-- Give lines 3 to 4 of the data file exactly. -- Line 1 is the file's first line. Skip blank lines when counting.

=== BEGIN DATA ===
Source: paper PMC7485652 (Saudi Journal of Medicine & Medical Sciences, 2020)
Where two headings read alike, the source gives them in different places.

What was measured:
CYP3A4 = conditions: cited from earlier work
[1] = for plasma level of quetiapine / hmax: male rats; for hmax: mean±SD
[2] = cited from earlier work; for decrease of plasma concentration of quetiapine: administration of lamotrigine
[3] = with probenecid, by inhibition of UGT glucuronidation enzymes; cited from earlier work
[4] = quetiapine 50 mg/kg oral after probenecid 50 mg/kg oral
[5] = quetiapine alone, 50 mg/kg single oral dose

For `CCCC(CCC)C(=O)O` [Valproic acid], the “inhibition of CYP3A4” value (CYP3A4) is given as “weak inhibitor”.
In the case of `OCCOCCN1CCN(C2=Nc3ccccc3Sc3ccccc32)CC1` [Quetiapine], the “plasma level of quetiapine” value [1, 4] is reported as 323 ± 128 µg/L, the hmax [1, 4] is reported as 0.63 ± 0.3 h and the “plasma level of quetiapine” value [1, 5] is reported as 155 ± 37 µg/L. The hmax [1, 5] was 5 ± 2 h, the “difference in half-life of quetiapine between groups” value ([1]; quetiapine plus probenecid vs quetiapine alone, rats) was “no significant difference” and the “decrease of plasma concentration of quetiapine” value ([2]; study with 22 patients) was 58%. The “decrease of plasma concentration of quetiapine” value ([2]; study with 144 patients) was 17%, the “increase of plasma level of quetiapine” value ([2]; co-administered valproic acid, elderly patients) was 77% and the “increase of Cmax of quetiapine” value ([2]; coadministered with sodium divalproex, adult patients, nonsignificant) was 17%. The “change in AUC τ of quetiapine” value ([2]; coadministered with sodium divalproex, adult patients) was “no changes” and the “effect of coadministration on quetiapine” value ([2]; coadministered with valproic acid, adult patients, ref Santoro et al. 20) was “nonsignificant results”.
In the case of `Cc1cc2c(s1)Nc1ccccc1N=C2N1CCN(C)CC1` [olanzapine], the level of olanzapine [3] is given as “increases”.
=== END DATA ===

What was measured:
CYP3A4 = conditions: cited from earlier work